In 1972, Robert Silverberg, even then an acknowledged leader in the science fiction field, published a book that was immediately hailed as a masterpiece. More than three decades later, Dying Inside has stood the test of time and has been recognized as one of the finest novels the field has ever produced. Never wasting a word, Silverberg persuasively shows us what it would be like to read minds, painting an unforgettable portrait of a man shaped by that unique power; a power he is now inexorably losing.
Acclaimed upon first publication by SF critics and mainstream reviewers alike, Dying Inside is overdue for reintroduction to today’s SF audience. This is a novel for everyone who appreciates deeply affecting characterization, imaginative power, and the irreplaceable perspective unique to speculative fiction of the highest order.
©1972 Agberg, Ltd. (P)2012 Audible, Inc.
“One of those rare novels that manages to be at once dazzling and tender.” (Michael Chabon)
“Dying Inside is an artist’s summit that doubles as an intimate allegory of the artist’s quandary.” (Jonathan Lethem)
“Silverberg has written the perfect science fiction novel for people who don’t like science fiction.” (The New York Times Book Review)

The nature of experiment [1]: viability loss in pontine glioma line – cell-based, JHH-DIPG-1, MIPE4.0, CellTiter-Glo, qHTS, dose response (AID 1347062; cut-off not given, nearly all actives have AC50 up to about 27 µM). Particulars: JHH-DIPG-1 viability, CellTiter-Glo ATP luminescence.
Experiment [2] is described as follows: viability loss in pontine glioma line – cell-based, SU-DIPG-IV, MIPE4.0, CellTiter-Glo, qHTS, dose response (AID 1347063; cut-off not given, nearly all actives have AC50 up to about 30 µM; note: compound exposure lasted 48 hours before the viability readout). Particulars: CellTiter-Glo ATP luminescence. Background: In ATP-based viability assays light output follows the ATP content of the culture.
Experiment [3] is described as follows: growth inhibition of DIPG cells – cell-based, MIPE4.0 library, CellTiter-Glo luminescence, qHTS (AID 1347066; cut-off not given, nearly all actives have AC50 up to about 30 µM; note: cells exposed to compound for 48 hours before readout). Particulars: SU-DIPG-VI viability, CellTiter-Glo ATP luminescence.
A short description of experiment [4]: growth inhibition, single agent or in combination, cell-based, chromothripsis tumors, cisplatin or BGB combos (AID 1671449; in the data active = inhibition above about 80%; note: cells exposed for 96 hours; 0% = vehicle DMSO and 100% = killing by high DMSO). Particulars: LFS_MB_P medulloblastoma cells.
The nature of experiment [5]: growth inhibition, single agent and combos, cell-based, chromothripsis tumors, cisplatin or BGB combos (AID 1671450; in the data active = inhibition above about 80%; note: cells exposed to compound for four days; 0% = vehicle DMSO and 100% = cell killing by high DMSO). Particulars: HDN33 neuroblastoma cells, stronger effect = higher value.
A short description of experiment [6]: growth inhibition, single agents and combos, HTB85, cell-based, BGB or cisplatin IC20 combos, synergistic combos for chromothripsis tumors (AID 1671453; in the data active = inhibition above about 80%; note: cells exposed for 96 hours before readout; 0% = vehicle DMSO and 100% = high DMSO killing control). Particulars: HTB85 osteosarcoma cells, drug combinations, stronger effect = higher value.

This one's a keeper. Despite Silverberg's reputation as a great SF author, this book isn't a genre work. It's has a lyrical feel, maybe like a memoir with telepathy as a kind of stand-in for the creative process. The performance was wonderful with lots of colour, but never overbearing. Best book I read or listened to all year.
Dying inside is written in a subjective style from the point of view of its protagonist, David Selig, a man who is losing his telepathic abilites, and he is struggling to compensate for the lose. The novel is every bit as much a literary masterpiece as it is classic science fiction. The novel actually trancends the science fiction genre, practically anyone could enjoy this book.
People who enjoy self-pity.
Explored beyond the premise of the title.
His voice is the only reason I listened to the whole thing.
The protagonist. (The agonist?)
I expected real science fiction. This is a novel with a quirky premise.
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